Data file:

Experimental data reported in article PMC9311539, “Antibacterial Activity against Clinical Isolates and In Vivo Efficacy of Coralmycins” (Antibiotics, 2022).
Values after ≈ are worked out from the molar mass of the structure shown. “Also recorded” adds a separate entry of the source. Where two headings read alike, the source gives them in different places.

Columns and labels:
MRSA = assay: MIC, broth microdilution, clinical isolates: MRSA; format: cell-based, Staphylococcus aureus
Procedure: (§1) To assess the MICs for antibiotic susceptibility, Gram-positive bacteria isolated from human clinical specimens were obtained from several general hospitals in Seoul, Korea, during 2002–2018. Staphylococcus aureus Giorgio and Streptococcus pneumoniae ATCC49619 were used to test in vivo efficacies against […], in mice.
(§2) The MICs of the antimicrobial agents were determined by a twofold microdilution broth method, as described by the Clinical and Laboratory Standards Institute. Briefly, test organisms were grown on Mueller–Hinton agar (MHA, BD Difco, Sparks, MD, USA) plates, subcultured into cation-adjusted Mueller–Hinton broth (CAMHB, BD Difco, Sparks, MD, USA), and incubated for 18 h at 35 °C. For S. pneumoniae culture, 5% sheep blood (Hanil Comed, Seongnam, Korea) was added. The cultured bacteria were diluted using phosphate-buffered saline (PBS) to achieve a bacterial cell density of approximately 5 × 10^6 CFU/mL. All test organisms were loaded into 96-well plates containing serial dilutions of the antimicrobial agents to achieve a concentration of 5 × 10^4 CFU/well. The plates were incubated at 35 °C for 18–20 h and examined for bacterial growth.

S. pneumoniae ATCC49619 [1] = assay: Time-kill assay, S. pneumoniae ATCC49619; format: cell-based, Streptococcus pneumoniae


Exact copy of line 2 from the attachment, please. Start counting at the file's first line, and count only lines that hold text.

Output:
Values after ≈ are worked out from the molar mass of the structure shown. “Also recorded” adds a separate entry of the source. Where two headings read alike, the source gives them in different places.